By David Betancourt
Washington Post Staff Writer
Thursday, February 5, 2009
The elephant has become synonymous with the circus, so much so that in a D.C. courtroom yesterday, a Ringling Bros. and Barnum & Bailey attorney asked U.S. District Judge Emmet G. Sullivan to consider this question: "Can it really be called a circus without elephants?"
Ringling's parent company, Feld Entertainment, had been taken to court to answer assertions that the joy many feel when they see circus elephants comes at a steep price. Several animal rights groups claim that the company abuses the animals by using what they refer to as chains and bull hooks to control the elephants, leaving permanent scars and bleeding.
"These animals are not in good health," said Tracy Silverman, general counsel at the Animal Welfare Institute, a nonprofit group that is among the plaintiffs in the case.
But John Simpson, representing Feld, countered that elephants under its care had better survival odds than those in the wild, where they face being shot by hunters, sometimes taking months to die from injury.
"There is no abuse here as far as we're concerned," Simpson said.
Animals rights groups have long accused circus companies of mistreating animals. The current case is going to court after eight years of legal battles by the Animal Welfare Institute, along with several other animal welfare groups. They want to prevent Ringling from chaining the animals or using bull hooks to control them as they move from town to town.
The two sides agree on little, not even terminology.
Simpson, for instance, rejected the term bull hook -- a rod with a hook at the end -- calling it a guide. He referred to chains as tethers. Both tools, Simpson said, are necessary to control elephants because they are so large. He showed footage of four of Ringling's elephants -- Jewel, Zutzi, Susan and Mysore -- that have been with the circus since the 1950s. He said all were in good health. Simpson showed another video of two other elephants outside an arena in Detroit, playfully petting each other on the head with their trunks.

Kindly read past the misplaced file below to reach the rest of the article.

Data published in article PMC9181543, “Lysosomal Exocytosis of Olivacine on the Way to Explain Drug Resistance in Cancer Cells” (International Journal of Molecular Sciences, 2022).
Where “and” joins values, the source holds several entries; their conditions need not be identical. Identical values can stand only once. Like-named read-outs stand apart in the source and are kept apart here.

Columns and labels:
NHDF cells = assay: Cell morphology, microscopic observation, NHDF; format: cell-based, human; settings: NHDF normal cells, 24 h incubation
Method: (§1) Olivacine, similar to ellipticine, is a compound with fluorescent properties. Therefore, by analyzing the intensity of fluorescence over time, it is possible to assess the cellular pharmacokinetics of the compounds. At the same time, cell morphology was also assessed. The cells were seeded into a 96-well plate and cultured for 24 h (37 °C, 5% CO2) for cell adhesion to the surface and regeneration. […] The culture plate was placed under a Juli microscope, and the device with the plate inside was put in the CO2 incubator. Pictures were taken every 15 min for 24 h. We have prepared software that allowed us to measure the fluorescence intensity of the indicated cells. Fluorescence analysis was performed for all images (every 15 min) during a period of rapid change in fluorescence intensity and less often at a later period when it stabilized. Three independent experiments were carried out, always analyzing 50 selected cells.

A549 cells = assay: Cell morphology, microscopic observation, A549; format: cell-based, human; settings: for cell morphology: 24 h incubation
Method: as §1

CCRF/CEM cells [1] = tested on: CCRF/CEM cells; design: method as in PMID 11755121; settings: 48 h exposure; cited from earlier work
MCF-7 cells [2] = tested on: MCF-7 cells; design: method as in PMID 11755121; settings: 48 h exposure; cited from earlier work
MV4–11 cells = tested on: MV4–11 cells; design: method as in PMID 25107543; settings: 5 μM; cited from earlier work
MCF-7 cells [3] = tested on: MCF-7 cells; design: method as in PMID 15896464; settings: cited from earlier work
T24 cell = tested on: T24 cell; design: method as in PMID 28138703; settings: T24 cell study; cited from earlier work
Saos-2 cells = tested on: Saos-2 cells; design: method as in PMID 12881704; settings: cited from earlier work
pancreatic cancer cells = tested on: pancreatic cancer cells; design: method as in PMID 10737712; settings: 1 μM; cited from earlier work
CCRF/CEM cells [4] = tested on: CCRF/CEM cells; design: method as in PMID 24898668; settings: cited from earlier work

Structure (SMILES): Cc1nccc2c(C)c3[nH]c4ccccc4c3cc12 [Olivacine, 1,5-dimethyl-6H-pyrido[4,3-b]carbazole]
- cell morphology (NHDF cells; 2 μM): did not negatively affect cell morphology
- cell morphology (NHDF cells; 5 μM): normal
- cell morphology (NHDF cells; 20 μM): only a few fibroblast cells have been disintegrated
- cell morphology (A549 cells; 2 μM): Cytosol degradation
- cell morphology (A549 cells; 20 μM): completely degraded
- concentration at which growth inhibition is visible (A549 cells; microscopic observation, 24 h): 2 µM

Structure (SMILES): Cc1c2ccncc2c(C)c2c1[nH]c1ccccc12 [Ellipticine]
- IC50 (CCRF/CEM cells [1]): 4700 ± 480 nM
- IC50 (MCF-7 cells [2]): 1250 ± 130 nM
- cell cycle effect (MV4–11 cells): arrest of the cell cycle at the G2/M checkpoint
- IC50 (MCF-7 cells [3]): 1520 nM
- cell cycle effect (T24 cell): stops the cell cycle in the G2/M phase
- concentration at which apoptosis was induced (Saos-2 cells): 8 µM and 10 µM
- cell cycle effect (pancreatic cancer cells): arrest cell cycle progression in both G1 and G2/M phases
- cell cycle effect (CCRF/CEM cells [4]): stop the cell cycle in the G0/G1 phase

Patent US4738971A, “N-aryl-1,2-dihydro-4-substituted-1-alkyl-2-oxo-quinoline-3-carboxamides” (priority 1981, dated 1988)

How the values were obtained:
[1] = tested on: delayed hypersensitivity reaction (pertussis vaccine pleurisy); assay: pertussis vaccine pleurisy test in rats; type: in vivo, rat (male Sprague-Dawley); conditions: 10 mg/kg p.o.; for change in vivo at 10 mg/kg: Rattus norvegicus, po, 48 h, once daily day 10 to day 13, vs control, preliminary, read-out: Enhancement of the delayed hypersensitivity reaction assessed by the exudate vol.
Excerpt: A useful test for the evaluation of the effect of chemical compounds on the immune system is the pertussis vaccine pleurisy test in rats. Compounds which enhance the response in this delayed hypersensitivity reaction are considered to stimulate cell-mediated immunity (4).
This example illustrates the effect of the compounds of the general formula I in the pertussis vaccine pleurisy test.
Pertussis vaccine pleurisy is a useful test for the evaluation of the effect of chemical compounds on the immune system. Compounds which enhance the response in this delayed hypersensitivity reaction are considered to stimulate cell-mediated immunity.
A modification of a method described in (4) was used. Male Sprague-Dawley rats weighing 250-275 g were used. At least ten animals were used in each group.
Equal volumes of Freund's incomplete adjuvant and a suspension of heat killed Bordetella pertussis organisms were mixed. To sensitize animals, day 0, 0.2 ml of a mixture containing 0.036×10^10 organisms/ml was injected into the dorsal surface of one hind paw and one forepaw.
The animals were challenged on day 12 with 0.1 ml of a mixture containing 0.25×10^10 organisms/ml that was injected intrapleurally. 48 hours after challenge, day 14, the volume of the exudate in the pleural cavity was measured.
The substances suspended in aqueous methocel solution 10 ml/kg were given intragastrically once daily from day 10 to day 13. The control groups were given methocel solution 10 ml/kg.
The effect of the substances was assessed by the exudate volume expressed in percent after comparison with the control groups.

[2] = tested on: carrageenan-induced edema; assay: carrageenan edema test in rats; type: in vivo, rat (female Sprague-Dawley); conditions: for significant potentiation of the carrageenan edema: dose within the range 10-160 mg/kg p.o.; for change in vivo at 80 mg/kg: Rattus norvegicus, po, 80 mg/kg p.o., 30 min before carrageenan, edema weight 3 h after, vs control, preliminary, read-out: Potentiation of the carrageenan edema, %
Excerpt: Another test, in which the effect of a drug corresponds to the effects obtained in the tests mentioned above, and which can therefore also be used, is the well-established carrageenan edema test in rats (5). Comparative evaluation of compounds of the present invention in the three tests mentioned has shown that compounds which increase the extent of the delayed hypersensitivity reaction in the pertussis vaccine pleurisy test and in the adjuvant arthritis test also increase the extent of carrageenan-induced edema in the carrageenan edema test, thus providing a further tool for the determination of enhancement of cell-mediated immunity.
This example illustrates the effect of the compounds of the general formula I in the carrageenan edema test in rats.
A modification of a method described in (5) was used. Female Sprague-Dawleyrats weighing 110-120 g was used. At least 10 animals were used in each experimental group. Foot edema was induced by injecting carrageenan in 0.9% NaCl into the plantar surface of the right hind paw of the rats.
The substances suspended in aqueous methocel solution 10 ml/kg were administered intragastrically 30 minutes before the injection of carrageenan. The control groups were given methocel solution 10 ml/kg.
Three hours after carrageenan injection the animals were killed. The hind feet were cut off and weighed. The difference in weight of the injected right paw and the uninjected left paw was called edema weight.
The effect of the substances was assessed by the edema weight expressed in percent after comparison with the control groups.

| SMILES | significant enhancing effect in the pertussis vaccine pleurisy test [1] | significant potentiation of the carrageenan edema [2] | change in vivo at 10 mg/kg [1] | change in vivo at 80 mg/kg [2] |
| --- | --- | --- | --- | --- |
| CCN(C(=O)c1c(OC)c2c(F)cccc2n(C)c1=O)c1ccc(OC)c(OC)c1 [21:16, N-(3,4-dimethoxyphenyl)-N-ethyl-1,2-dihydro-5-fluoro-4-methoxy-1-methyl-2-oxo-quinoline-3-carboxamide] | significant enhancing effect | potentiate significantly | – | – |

"You can hear from the opening statements that the two stories being presented are night and day," Jonathan Lovvorn, a vice president of the Humane Society of the United States, said in an interview. "We say bring on the witnesses, and let's see what the experts say."
One of the first witnesses was Joyce Poole, who has a doctorate in animal behavior from the University of Cambridge. She testified that elephants are extremely social and have an understanding of death and pain. She said she once saw an elephant knock rocks out of its path to avoid stepping on them because of pain in its feet. The defense tried to discredit her, saying her expertise was more aligned with African elephants than Asian elephants, but the judge allowed her to testify.
It was the first sparring match in a trial expected to last until late this month.